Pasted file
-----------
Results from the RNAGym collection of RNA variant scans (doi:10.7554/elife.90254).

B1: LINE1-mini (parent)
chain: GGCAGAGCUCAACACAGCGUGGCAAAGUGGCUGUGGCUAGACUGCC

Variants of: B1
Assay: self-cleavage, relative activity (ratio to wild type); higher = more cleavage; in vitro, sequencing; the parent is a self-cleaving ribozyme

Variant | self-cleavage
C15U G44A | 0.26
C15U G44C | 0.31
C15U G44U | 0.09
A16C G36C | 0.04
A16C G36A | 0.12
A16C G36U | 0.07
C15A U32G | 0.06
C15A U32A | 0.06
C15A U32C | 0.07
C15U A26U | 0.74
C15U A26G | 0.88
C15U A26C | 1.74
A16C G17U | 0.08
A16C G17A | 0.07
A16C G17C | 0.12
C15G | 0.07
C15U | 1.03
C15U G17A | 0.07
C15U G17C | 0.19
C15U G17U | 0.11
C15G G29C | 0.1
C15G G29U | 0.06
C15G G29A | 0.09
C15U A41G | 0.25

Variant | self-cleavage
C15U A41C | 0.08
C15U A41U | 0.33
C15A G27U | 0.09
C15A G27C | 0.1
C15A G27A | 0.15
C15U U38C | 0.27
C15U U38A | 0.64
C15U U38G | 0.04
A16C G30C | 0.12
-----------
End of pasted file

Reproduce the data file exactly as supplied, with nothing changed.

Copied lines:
Results from the RNAGym collection of RNA variant scans (doi:10.7554/elife.90254).

B1: LINE1-mini (parent)
chain: GGCAGAGCUCAACACAGCGUGGCAAAGUGGCUGUGGCUAGACUGCC

Variants of: B1
Assay: self-cleavage, relative activity (ratio to wild type); higher = more cleavage; in vitro, sequencing; the parent is a self-cleaving ribozyme

Variant | self-cleavage
C15U G44A | 0.26
C15U G44C | 0.31
C15U G44U | 0.09
A16C G36C | 0.04
A16C G36A | 0.12
A16C G36U | 0.07
C15A U32G | 0.06
C15A U32A | 0.06
C15A U32C | 0.07
C15U A26U | 0.74
C15U A26G | 0.88
C15U A26C | 1.74
A16C G17U | 0.08
A16C G17A | 0.07
A16C G17C | 0.12
C15G | 0.07
C15U | 1.03
C15U G17A | 0.07
C15U G17C | 0.19
C15U G17U | 0.11
C15G G29C | 0.1
C15G G29U | 0.06
C15G G29A | 0.09
C15U A41G | 0.25

Variant | self-cleavage
C15U A41C | 0.08
C15U A41U | 0.33
C15A G27U | 0.09
C15A G27C | 0.1
C15A G27A | 0.15
C15U U38C | 0.27
C15U U38A | 0.64
C15U U38G | 0.04
A16C G30C | 0.12